The second one is because Australian's are lazy and leave off what we consider to be useless filler words (and then we put in a whole lot of new fillers, but that's another story 0:) ). The example of someone "is in hospital" is the classic example, After all, what does "a" or "the" add to that statement? The other classic one is when someone "has concussion." It's not "a concussion" because a person can only have one concussion at a time. At least, that's my story and I'm sticking to it. ;) Australian's tend to leave off "a" or "the" in a number of cases, but don't expect consistency as whether or not those words are omitted can depend on the context.

 

The key with the second type is whether the missing word appears in dialogue or first-person narrative. In both cases, they're acceptable, the same as other cultural variants like y'all, howdy, etc. In third person narrative, it becomes trickier as it depends on the setting of the story. If the story is set in Australia, for example, I would consider it acceptable to have the entire story use Australian cultural variations. If the story is set in the USA, however, with an Australian charcacter, I would expect the narration to use USA norms and only the dialogue would use the Australian cultural variation.

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I disagree with your assessment of the broad categories being spoken of here, Graeme. A typographical error (typo) is the misspelling of a word in written text, not the leaving out of a word entirely. It is that "leaving out" of a word that otherwise would—one might say should, one might say expect, one might say need—be written that is the subject of this post. Why leave off a word that has been consistently used to flesh out the written word in the past? What seems to be the prevailing reason for leaving off these normally, formally acceptable words? I don't think that anyone can argue successfully that the written word of a specific region or population should not be written or read in the manner that best represents those peoples. That is a nonsensical argument and not germane to this discussion. It is the sudden dropping of words that have been a constant over time that are indiscriminately being dismissed that is under discussion. I say indiscriminately because not every author subscribes to this venture. I'm not saying that the loss is a dumbing down of literature necessarily but some nuance is bound to become missing when we constrict the written word.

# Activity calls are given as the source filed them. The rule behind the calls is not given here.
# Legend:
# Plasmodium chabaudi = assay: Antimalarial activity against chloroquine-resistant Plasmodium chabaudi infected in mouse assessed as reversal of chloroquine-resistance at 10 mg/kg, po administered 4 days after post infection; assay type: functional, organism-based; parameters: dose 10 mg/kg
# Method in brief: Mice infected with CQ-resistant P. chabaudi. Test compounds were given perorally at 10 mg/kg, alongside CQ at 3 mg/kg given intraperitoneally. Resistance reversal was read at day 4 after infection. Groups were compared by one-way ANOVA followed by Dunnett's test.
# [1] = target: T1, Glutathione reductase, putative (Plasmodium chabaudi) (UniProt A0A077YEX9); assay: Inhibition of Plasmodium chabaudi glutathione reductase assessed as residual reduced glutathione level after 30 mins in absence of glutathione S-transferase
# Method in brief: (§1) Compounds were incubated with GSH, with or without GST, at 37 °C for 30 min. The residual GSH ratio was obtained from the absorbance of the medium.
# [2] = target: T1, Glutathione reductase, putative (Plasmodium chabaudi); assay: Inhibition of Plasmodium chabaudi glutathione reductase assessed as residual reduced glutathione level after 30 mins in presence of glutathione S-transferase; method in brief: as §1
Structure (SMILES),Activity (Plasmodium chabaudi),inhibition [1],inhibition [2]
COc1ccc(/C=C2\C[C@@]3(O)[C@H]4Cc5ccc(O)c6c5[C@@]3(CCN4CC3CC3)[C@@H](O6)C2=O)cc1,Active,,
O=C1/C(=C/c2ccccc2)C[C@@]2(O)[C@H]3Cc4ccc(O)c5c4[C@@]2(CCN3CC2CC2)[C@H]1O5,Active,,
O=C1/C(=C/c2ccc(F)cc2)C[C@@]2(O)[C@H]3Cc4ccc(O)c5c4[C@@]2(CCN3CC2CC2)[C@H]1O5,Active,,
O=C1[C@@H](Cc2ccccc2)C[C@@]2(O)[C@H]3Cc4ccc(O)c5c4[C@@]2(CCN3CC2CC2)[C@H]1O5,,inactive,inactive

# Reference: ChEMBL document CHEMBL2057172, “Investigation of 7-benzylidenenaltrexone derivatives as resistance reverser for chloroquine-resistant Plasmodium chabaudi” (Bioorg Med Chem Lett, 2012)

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It is the sudden dropping of words that have been a constant over time that are indiscriminately being dismissed that is under discussion.

A lot of good points have been made, some that have come up in previous discussions, however, Ron sums up best why I started the thread - it is the phenomenon of missing words. He is also correct that it is not just here, it's everywhere, although I never thought newspapers might do it to fit the space - I'm still not convinced about that. You see it in articles published online all the time and there space is not a limitation.

 

I am tending to the opinion that it's a lazy carefree progression of the English language that is being introduced. One might speculate about the reasons this is happening, but it most definitely is happening.

 

I'm so pleased that Ron understood the point I was attempting to make (badly), because at times I have thought that maybe I am going mad, being the only one to notice this.

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An alternative explanation is that Australian English is taking over the world, but even I have trouble believing that one :*):P

 

Ron, I accept that 'typo' may not be an accurate description, but the intent with that category was a typing error. In this case it's an error of omission, which I agree is not normally considered to be a 'typo'.